A Forgotten Past – The Last Royal Palace of Singapore

Do you know that the former royal family of Singapore existed until the late nineties? They had lived at Istana Kampong Glam (also known as Sultan’s Palace) for generations until the Istana was drawn for redevelopment into the Malay Heritage Centre in 1999.

The story goes all the way back to the 19th century.

The 18th ruler of Johor, Sultan Hussein Mua’zzam Shah ibni Mahmud Shah Alam (1776-1835), built the original Istana Kampong Glam at Beach Road in 1819 after he signed a treaty with Sir Stamford Raffles, ceding Singapore to the British as a trading post. His eldest son, Sultan Ali Iskandar Shah (died 1877), hired Irish architect George Drumgoole Colemanl (1795-1844) to build a new palace, designed with a mixture of English and Malay elements, to replace the old one in 1840.

Sultan Ali gave the Istana to his son Tengku Alam Shah (1846-1891), while spending the last few years of his life in Melaka (Malacca). By then, the power of the Johor Sultan was diminishing, overshadowed by the Temenggong. Temenggong was the local chieftain who acted as a vassal to the sultan, providing military support and sometimes exerting huge influence in the state affairs.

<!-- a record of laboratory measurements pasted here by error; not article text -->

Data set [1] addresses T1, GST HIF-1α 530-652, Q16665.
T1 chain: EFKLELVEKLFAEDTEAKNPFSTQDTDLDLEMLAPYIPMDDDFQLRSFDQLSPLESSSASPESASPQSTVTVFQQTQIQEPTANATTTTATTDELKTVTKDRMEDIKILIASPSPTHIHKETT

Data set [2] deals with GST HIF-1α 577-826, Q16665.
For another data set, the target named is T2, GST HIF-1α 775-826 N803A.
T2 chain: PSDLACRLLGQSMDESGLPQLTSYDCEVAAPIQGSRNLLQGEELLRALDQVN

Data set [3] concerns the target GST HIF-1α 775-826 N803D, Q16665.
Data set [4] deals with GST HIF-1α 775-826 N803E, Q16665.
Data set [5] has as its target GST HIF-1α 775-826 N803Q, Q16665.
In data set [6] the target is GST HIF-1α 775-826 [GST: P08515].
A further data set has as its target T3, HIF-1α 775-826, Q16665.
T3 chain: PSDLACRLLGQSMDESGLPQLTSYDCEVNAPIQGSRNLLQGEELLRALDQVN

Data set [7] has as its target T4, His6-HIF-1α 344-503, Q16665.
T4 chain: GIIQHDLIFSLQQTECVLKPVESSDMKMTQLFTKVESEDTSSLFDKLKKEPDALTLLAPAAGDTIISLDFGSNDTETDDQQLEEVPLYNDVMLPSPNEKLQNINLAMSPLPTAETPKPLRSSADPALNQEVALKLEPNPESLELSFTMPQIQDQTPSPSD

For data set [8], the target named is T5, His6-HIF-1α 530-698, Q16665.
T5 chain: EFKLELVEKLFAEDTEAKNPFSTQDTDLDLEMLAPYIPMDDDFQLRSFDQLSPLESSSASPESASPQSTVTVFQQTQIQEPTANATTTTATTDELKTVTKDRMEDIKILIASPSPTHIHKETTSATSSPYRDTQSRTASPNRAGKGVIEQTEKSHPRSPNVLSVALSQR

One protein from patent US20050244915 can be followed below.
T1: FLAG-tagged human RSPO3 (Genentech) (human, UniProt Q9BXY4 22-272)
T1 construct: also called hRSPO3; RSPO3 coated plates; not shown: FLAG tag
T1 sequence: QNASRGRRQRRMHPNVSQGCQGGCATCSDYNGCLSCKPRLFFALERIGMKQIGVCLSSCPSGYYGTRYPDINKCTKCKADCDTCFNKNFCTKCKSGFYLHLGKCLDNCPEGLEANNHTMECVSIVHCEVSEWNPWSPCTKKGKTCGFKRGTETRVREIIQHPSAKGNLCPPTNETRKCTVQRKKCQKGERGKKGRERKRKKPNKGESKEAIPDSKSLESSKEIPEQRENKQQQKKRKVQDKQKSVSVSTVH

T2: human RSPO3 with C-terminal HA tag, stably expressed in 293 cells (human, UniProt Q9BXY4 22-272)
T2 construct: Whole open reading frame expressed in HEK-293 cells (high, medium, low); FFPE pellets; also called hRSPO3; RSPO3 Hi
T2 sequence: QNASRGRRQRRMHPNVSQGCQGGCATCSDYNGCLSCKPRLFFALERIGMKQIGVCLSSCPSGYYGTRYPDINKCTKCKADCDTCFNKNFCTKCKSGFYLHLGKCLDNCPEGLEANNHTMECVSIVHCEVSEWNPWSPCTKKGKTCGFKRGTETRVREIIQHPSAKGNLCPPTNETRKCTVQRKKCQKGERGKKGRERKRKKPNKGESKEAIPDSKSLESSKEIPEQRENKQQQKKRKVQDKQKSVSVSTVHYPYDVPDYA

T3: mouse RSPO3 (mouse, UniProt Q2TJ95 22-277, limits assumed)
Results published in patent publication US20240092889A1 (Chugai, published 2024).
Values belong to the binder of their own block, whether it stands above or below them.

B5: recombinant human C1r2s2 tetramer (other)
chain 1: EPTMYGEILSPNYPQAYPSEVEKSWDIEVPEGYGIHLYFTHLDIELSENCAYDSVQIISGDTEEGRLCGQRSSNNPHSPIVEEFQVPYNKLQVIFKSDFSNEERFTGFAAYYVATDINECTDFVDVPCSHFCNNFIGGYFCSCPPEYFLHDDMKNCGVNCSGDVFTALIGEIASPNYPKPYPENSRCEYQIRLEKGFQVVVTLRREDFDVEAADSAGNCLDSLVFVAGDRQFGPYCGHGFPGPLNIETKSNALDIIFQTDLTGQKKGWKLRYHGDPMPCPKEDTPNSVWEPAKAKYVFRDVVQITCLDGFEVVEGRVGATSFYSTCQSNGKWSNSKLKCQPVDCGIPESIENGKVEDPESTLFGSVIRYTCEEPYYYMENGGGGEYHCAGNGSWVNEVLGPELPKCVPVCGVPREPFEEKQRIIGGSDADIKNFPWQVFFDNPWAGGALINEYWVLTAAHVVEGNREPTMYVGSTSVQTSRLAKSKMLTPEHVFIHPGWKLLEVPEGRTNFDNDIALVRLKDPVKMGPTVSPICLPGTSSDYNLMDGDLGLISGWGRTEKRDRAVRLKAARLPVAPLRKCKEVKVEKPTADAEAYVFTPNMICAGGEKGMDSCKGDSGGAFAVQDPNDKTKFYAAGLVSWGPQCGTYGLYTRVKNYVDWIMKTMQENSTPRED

In a bid to claim the sovereignty of Johor, Raja Temenggong Tun Daeng Ibrahim (died 1862) entered negotiations with Sultan Ali in 1855 with the support of the British. The outcome was that Sultan Ali retained the rights of his Kesang territories at Muar and received a monthly allowance, but had to formally give up his sultanship and rule of Johor. He would still be recognised as the Sultan of Singapore though.

When Sultan Ali died in 1877, his Kesang territories went into a succession dispute. The lands were ceded through an electorate to Daeng Ibrahim’s son Abu Bakar (1833-1895), instead of Tengku Alam, Sultan Ali’s son. Tengku Alam tried to launch a civil war in 1879, known as Jementah Civil War, in an attempt to recover his properties and sultanship, but the uprising was easily quashed by the British. In 1885, the Temenggong family officially took over the rule of Johor when Abu Bakar proclaimed himself as the sultan. He became the 21st Sultan of Johor and was later widely regarded as the father of modern Johor.